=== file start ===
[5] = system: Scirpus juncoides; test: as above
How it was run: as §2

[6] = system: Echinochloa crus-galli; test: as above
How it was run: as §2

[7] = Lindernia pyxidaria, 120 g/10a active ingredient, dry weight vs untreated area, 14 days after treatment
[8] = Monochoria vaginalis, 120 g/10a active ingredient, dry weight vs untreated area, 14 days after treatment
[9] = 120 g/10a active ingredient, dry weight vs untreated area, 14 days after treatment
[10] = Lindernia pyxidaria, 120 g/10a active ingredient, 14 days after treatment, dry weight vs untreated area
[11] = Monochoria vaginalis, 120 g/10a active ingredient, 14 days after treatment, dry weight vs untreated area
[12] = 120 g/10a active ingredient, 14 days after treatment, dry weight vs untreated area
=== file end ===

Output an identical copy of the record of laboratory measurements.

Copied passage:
[5] = system: Scirpus juncoides; test: as above
How it was run: as §2

[6] = system: Echinochloa crus-galli; test: as above
How it was run: as §2

[7] = Lindernia pyxidaria, 120 g/10a active ingredient, dry weight vs untreated area, 14 days after treatment
[8] = Monochoria vaginalis, 120 g/10a active ingredient, dry weight vs untreated area, 14 days after treatment
[9] = 120 g/10a active ingredient, dry weight vs untreated area, 14 days after treatment
[10] = Lindernia pyxidaria, 120 g/10a active ingredient, 14 days after treatment, dry weight vs untreated area
[11] = Monochoria vaginalis, 120 g/10a active ingredient, 14 days after treatment, dry weight vs untreated area
[12] = 120 g/10a active ingredient, 14 days after treatment, dry weight vs untreated area